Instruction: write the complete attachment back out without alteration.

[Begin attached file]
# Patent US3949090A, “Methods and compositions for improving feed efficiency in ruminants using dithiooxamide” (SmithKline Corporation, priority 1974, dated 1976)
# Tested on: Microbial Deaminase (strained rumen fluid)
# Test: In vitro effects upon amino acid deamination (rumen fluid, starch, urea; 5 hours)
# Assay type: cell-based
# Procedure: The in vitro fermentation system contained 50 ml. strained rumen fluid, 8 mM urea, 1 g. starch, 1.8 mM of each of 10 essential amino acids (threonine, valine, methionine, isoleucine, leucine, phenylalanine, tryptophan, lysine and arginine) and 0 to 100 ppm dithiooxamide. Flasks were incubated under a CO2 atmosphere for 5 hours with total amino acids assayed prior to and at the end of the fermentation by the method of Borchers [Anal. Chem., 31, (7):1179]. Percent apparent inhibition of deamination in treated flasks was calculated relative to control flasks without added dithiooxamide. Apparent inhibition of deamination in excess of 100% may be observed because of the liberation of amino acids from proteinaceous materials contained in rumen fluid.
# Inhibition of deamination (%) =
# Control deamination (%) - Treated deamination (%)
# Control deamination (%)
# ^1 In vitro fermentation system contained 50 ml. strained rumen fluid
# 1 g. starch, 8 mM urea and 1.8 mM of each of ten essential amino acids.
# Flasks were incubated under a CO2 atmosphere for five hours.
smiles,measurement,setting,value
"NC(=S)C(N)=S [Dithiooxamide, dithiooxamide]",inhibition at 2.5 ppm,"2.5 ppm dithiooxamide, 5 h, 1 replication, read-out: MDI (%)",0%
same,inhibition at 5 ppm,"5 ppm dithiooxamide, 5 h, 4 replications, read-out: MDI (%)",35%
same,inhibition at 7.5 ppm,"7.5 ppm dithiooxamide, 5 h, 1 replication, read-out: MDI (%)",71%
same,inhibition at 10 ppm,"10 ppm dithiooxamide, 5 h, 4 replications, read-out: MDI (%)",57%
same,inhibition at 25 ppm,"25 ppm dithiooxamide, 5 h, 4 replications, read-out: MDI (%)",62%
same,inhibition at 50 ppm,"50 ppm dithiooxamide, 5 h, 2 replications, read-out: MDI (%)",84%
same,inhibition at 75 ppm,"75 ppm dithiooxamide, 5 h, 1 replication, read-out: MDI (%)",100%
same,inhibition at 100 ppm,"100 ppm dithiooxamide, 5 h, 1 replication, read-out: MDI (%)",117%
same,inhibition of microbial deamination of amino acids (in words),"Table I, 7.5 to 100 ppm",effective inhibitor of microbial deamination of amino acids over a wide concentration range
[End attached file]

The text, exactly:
# Patent US3949090A, “Methods and compositions for improving feed efficiency in ruminants using dithiooxamide” (SmithKline Corporation, priority 1974, dated 1976)
# Tested on: Microbial Deaminase (strained rumen fluid)
# Test: In vitro effects upon amino acid deamination (rumen fluid, starch, urea; 5 hours)
# Assay type: cell-based
# Procedure: The in vitro fermentation system contained 50 ml. strained rumen fluid, 8 mM urea, 1 g. starch, 1.8 mM of each of 10 essential amino acids (threonine, valine, methionine, isoleucine, leucine, phenylalanine, tryptophan, lysine and arginine) and 0 to 100 ppm dithiooxamide. Flasks were incubated under a CO2 atmosphere for 5 hours with total amino acids assayed prior to and at the end of the fermentation by the method of Borchers [Anal. Chem., 31, (7):1179]. Percent apparent inhibition of deamination in treated flasks was calculated relative to control flasks without added dithiooxamide. Apparent inhibition of deamination in excess of 100% may be observed because of the liberation of amino acids from proteinaceous materials contained in rumen fluid.
# Inhibition of deamination (%) =
# Control deamination (%) - Treated deamination (%)
# Control deamination (%)
# ^1 In vitro fermentation system contained 50 ml. strained rumen fluid
# 1 g. starch, 8 mM urea and 1.8 mM of each of ten essential amino acids.
# Flasks were incubated under a CO2 atmosphere for five hours.
smiles,measurement,setting,value
"NC(=S)C(N)=S [Dithiooxamide, dithiooxamide]",inhibition at 2.5 ppm,"2.5 ppm dithiooxamide, 5 h, 1 replication, read-out: MDI (%)",0%
same,inhibition at 5 ppm,"5 ppm dithiooxamide, 5 h, 4 replications, read-out: MDI (%)",35%
same,inhibition at 7.5 ppm,"7.5 ppm dithiooxamide, 5 h, 1 replication, read-out: MDI (%)",71%
same,inhibition at 10 ppm,"10 ppm dithiooxamide, 5 h, 4 replications, read-out: MDI (%)",57%
same,inhibition at 25 ppm,"25 ppm dithiooxamide, 5 h, 4 replications, read-out: MDI (%)",62%
same,inhibition at 50 ppm,"50 ppm dithiooxamide, 5 h, 2 replications, read-out: MDI (%)",84%
same,inhibition at 75 ppm,"75 ppm dithiooxamide, 5 h, 1 replication, read-out: MDI (%)",100%
same,inhibition at 100 ppm,"100 ppm dithiooxamide, 5 h, 1 replication, read-out: MDI (%)",117%
same,inhibition of microbial deamination of amino acids (in words),"Table I, 7.5 to 100 ppm",effective inhibitor of microbial deamination of amino acids over a wide concentration range